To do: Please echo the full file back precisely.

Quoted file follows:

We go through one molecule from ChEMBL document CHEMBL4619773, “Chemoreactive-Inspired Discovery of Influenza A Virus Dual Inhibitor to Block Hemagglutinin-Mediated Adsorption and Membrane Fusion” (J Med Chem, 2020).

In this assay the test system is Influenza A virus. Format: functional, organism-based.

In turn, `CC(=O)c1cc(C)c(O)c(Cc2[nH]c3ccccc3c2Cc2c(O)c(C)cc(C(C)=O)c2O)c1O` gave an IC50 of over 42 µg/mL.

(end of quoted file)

We go through one molecule from ChEMBL document CHEMBL4619773, “Chemoreactive-Inspired Discovery of Influenza A Virus Dual Inhibitor to Block Hemagglutinin-Mediated Adsorption and Membrane Fusion” (J Med Chem, 2020).

In this assay the test system is Influenza A virus. Format: functional, organism-based.

In turn, `CC(=O)c1cc(C)c(O)c(Cc2[nH]c3ccccc3c2Cc2c(O)c(C)cc(C(C)=O)c2O)c1O` gave an IC50 of over 42 µg/mL.